Australians are very generous people and in time of need, rally around to support worthwhile causes. Organisations like Royal Children’s Hospital, Salvation Army and Red Cross, to name but a few, are well supported by the public with donations.
You might think that it follows, that Australians are extremely generous in making gifts through their wills to charities. This is not true. I have made thousands of wills over more than 30 years as a lawyer but it is my belief that less than 2 percent of those wills contained any charitable gifts. This does not indicate that people are being mean spirited in their wills, it is simply that they are, understandably, focused upon their own immediate family members.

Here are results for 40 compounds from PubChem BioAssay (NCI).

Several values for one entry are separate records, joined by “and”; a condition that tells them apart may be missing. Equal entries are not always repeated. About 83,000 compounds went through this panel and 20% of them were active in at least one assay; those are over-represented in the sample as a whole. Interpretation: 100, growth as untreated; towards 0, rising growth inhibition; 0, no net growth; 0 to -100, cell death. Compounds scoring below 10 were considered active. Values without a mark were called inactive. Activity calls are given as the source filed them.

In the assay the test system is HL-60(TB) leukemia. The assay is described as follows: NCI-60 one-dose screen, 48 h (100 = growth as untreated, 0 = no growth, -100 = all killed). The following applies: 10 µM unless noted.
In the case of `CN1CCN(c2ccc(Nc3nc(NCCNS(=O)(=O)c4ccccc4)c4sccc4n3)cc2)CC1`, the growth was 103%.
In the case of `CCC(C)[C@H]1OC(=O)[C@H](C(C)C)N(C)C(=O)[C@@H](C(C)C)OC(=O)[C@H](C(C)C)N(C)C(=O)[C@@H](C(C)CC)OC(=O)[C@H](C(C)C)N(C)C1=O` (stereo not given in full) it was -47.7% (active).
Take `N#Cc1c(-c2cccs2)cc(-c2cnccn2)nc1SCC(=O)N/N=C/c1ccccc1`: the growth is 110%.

If everyone gave 1 percent of their estate to charities, then this would probably result in charitable gifts increasing 20 fold. The remaining 99 percent that was available for family or friends would still represent a very generous provision for them.
Is there a charity that you feel is deserving of 1 percent of your estate?
When drafting gifts for charities in a will it is important to accurately describe the charity that is to benefit. Good wills also make provision for an alternate charity in the unlikely event that the designated charity no longer exists. There are similarities between charities and it is important to identify the precise charity that you have in mind. You can tag the gift with a specific purpose or you can leave the funds to the charity to be applied for their general charitable purposes.
Most charities will have a very informative website and they will be able to provide you with lots of inspiration on ways a charitable gift will assist them.